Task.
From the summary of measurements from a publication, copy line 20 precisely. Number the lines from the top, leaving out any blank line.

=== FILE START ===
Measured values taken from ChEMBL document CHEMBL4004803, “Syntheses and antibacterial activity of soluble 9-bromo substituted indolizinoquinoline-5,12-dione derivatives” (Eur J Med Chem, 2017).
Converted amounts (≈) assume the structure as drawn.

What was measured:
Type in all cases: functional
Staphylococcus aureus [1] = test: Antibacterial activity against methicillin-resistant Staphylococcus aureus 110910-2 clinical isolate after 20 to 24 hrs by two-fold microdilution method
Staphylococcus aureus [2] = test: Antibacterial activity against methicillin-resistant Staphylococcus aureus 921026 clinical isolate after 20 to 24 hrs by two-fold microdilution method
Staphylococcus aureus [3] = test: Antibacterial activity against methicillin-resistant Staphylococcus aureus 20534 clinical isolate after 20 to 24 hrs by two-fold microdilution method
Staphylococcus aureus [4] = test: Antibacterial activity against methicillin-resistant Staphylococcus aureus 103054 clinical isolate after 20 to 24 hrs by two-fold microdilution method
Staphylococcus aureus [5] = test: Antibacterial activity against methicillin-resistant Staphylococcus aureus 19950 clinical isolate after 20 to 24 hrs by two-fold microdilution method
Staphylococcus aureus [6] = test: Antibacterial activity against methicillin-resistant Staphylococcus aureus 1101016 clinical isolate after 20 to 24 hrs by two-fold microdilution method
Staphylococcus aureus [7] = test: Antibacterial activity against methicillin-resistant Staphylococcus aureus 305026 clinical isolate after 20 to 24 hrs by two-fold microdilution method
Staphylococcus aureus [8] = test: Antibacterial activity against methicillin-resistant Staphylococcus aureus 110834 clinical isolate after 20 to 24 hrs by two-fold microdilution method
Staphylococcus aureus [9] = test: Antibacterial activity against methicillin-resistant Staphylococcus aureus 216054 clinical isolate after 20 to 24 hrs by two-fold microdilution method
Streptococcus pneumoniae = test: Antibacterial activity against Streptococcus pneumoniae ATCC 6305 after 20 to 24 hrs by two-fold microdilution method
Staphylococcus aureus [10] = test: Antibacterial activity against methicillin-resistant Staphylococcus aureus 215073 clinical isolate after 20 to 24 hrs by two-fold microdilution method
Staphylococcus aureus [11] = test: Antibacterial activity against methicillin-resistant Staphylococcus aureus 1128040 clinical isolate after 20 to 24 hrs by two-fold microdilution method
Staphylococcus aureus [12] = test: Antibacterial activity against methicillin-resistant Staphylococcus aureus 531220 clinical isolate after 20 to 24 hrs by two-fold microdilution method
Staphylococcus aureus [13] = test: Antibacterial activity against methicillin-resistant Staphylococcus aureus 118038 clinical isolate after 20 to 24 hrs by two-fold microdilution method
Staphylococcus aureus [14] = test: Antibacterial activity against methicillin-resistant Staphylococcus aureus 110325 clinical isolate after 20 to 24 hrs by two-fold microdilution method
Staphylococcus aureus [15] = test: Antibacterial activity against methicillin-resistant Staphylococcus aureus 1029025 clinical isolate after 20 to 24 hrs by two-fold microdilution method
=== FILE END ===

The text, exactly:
Staphylococcus aureus [15] = test: Antibacterial activity against methicillin-resistant Staphylococcus aureus 1029025 clinical isolate after 20 to 24 hrs by two-fold microdilution method